Hemmings becomes Jamaica’s first lady of the track
As strange as it may now seem, prior to Atlanta 1996, no Jamaican woman had ever won an Olympic gold medal in an individual event. That, though, was about to change, thanks to the brilliance of Deon Hemmings.
Hemmings had initially emerged as a good 400m runner, but was eventually forced to concede that many of her contemporaries were far better. After moving to Ohio in the USA to take up a university scholarship she discovered that she was in fact much better suited to the 400m hurdles.
Suddenly, she looked every inch the star in the making. In 1992, less than two years after she first tried the event, Hemmings found herself in an Olympic final, and finished seventh. Having come so far so quickly, the Jamaican was determined to make an even bigger impact at the next Games in Atlanta.
She was up against stiff opposition. The USA’s Kim Batten and Tonja Buford had both beaten the previous world record and set times that were nearly a second faster than Hemmings's personal best. But timing is the key to winning major titles, and Hemmings was about to show that she knew how to produce her best performance when it mattered most.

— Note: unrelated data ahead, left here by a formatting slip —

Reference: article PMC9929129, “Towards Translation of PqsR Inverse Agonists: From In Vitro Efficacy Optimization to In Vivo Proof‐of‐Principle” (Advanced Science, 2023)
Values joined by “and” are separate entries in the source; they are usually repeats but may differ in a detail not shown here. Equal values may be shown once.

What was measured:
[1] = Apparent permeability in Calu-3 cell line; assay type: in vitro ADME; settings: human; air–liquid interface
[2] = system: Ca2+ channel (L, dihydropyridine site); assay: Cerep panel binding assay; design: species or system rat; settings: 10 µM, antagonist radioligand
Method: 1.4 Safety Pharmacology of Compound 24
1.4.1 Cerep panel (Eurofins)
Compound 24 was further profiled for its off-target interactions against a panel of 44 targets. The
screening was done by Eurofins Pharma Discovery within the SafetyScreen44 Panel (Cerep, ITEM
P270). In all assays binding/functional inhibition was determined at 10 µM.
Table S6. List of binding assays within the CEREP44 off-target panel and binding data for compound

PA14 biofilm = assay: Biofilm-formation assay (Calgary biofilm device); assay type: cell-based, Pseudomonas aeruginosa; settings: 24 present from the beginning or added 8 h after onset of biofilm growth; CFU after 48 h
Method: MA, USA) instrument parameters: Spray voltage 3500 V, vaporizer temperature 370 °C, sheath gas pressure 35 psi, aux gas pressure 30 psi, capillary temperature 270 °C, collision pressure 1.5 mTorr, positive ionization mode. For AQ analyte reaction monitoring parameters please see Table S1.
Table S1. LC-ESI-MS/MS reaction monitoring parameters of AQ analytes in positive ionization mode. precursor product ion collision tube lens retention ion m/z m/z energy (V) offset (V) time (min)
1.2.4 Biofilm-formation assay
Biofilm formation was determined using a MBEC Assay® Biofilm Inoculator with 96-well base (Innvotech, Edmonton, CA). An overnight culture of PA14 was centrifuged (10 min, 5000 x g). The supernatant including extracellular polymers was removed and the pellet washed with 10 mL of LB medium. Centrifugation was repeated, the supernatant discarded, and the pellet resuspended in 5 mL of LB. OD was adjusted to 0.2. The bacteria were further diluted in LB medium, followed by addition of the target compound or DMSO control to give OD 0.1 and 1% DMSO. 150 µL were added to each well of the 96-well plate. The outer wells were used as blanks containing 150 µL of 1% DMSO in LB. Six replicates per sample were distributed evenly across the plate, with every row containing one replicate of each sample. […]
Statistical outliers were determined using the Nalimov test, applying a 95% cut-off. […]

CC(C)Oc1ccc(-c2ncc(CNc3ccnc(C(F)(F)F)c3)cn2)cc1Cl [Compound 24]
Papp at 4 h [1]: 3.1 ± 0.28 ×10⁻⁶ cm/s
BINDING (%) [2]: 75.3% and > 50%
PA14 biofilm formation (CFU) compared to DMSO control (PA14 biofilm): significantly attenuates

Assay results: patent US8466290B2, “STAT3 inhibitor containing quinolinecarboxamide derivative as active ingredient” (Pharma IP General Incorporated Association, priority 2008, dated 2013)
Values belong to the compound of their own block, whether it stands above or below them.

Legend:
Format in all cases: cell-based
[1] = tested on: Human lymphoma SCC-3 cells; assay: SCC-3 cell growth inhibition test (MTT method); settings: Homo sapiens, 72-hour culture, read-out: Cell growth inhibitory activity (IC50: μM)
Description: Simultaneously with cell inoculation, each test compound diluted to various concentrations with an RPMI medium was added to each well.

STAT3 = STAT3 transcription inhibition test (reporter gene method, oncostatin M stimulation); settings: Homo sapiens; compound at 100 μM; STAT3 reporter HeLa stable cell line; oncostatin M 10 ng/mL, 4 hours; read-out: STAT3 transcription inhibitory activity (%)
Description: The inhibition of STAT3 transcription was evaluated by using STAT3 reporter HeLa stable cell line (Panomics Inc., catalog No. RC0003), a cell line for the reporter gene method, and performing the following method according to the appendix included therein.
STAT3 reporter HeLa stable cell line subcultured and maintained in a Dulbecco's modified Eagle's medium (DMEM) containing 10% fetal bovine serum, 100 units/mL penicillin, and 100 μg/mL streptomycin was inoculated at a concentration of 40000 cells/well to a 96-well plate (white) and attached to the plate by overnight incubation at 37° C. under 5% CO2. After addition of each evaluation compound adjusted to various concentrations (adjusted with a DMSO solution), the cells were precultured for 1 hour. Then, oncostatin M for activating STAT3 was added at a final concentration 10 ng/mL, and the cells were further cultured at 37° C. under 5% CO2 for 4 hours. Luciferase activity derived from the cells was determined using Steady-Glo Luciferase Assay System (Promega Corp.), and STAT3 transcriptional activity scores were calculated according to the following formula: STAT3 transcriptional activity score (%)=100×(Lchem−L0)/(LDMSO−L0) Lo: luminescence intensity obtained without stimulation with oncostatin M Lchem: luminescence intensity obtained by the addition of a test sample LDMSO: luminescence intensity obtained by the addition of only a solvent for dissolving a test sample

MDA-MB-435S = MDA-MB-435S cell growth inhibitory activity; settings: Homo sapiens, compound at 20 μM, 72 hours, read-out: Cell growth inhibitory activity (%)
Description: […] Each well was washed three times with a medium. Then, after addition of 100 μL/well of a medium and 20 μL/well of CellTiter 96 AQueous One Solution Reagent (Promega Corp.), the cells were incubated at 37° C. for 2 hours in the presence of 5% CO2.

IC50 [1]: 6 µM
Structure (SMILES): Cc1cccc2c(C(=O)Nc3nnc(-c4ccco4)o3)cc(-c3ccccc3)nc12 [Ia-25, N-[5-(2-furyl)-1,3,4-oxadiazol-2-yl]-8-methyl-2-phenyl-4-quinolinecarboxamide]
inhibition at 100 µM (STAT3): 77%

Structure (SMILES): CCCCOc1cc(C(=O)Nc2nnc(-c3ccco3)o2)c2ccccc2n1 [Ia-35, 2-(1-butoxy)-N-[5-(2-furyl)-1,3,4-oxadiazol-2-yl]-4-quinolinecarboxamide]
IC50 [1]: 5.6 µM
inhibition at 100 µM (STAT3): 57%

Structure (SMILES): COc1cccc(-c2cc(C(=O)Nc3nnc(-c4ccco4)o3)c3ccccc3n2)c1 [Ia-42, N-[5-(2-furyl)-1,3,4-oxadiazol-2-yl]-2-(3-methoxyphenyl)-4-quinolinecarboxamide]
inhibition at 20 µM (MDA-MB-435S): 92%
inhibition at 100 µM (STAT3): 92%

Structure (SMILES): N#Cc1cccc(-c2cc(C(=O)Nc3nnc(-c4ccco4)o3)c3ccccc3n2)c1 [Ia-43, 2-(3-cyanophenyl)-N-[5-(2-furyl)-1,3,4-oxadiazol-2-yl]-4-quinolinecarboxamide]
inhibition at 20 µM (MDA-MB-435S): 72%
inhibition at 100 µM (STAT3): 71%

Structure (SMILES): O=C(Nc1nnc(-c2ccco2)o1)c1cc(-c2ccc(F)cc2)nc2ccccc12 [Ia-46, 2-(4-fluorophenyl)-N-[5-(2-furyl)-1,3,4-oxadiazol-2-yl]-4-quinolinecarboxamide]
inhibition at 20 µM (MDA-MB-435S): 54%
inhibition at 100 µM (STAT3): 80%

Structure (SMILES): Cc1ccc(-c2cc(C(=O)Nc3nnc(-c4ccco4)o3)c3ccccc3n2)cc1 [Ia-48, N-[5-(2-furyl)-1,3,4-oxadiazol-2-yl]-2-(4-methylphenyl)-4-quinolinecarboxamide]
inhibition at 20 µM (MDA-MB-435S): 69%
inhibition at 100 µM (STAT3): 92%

In the semi-final, she ran a time of 52.99 seconds. It was not just the first time she had gone below 53 seconds, it was also a full half second faster than she had ever run before. Her performance laid down a crucial psychological marker. Any idea that this was a two-horse race was now gone.
In the final, Hemmings led after 200m, but the Americans came back at her. After the first eight hurdles, Hemmings, Batten and Burford were running level, but the Jamaican found some extra strength over the final straight. She opened up a lead over the ninth hurdle, extended it over the final hurdle to go two metres clear of Batten. By the time she crossed line in first place to become Jamaica’s first individual female Olympic champion she had a 0.26 second advantage over her closest rival and had set a new Olympic record.Getty
Hemmings competed again in Sydney four years later, this time taking silver in the 400m hurdles and winning another silver as a member of Jamaica's 4x400m relay team.